Initial Conditions


This problem involves both temperature and mechanical loads. Furthermore, the ceiling will restrict the overall deflection of the pole as the temperature increases. The ceiling restriction makes this an indeterminate problem to the first degree (one redundant support or restraint). As such, in addition to the standard equilibrium equations, one compatibility relationship is needed to solve this problem.

  Compatibility Relationship

Compatibility Relationship


When all loads, including thermal, are applied, the structure will have a set deflection, which can be used to define the compatibility condition.

Using the concept of superposition, each type of deflection can be isolated. The first deflection, is due to the two shelf loads, F1 and F2, labeled δF. These will compress the pole.

Next, the temperature change will cause the pole to increase by δT. This deflection assumes there is no ceiling. But there is a ceiling that will restrict the deflection and cause a compression force and deflection, δR. The total deflection cannot exceed the initial gap of 1 mm. Thus, the compatibility relationship is

     -δF + δT - δR = 1 mm


Pipe Cross-Section

Before finding the pole deflections, the cross-sectional area of the pipe needs to be calculated.

     A = π (2.52 - 2.252) cm2
        = 3.731 cm2 = 0.0003731 m2


Load Deflection Using Superposition


Load Deflection
The two loads, F1 and F2, each cause the pole to decrease in length. The deflection from each load can be added together using the principle of superposition, giving the total deflection from the applied loads as

      δF = δF1 + δF2

       δF = 0.0004842 m = 0.4842 mm


Thermal Deflection without Ceiling

Thermal Deflection
The expansion of the pole due to the temperature change (assuming no ceiling) is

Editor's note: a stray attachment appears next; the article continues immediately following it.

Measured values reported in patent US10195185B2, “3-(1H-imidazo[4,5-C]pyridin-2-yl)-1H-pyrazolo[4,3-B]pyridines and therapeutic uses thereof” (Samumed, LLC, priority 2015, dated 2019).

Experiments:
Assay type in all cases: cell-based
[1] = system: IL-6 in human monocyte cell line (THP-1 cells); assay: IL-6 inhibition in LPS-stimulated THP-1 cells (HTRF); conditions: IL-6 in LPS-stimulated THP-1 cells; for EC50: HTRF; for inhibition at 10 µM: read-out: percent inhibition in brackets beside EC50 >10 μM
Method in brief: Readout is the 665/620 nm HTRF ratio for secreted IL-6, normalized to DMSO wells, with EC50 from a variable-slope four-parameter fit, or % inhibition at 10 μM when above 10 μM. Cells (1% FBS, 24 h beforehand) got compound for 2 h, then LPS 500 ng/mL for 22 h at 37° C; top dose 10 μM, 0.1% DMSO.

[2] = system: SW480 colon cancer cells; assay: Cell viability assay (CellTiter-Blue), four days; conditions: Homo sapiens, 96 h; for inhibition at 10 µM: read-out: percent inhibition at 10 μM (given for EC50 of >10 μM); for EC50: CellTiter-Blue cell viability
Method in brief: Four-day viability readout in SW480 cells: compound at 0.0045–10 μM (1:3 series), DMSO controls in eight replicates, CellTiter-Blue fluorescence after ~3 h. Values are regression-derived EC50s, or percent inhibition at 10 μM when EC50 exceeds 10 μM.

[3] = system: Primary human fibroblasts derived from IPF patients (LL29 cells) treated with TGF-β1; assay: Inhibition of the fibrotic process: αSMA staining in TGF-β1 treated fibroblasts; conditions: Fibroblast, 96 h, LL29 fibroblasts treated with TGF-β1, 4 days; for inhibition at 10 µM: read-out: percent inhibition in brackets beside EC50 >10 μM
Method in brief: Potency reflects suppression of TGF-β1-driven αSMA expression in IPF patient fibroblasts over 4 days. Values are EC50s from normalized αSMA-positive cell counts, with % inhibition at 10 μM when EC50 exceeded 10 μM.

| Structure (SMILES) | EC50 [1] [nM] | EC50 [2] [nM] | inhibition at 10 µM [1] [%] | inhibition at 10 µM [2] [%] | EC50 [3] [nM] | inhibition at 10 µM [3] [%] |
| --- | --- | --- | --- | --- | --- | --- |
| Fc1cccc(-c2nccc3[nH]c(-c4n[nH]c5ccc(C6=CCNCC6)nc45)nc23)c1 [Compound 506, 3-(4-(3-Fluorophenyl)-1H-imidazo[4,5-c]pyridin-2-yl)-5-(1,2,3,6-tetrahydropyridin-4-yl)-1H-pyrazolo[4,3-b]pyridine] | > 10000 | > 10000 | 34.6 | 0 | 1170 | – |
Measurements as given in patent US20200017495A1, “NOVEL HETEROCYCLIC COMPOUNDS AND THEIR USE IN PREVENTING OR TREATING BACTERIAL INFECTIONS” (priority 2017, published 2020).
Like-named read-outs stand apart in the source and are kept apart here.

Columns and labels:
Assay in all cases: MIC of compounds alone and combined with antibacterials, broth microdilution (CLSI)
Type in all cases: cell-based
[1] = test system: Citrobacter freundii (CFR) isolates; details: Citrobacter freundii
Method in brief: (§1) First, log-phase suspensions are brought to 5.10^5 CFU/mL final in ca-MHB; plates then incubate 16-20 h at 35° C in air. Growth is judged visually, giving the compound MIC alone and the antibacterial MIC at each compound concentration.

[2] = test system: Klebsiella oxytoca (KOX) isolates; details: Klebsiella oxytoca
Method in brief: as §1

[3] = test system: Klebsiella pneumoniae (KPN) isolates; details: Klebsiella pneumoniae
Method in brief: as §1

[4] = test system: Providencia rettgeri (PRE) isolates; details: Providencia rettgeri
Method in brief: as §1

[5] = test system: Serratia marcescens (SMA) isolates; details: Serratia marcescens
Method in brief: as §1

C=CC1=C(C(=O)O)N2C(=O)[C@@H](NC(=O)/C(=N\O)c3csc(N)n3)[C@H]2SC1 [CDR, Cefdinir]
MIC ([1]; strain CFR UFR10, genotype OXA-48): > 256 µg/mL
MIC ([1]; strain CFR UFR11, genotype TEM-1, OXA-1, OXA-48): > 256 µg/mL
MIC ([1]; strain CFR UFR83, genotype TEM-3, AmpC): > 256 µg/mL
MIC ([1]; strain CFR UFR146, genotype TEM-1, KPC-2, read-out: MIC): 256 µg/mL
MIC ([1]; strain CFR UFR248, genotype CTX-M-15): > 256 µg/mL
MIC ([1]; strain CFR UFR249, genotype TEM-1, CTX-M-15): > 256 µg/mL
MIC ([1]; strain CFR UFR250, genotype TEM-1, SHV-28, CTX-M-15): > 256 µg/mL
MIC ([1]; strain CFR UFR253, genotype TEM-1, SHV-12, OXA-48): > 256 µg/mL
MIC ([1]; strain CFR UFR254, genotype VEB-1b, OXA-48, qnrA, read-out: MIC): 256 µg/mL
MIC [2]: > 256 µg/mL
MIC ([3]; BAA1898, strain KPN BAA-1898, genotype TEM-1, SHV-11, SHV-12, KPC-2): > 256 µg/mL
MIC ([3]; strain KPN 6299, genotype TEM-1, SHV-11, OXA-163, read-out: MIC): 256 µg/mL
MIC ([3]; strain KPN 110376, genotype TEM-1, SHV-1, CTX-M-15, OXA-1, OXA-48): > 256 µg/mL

δF = L α ΔT
       = (2.4 m - 0.001 m) (23 × 10-6/oC) (50oC - 20oC)
       = 0.0016553 m = 1.6553 mm

This total thermal deflection may not be possible due to the ceiling. If it is too great, the ceiling will induce a reaction force into the pole that must be considered. This is calculated in the next paragraph.


Reaction with Ceiling

Ceiling Reaction Deflection
It is assumed that the pole will expand enough for the pole to press against the ceiling. This will cause a reaction force on the pole that will compress the pole. The total compression load is not known but is related to the deflection,


        = 8.8081 × 10-8 R2 m = 0.000088081 R2 mm

    Solving for the Reactions


Now that all the deflections have been established, they can be substituted into the compatibility relationship,

     -δF + δT - δR = 1 mm

     -0.4842 + 1.6553 - 0.000088081 R2 = 1.0

     R2 = 1,943 N


Applied and Reaction Loads

The reaction is positive, thus the initial assumption that the ceiling will cause compression was correct.

The floor reaction can be found by using the static equilibrium equation,

      ΣFy = 0
     R1 - F1 - F2 - R2 = 0
     R1 = (-5.494 - 5.494 - 1.943) kN

     R1 = 12.93 kN

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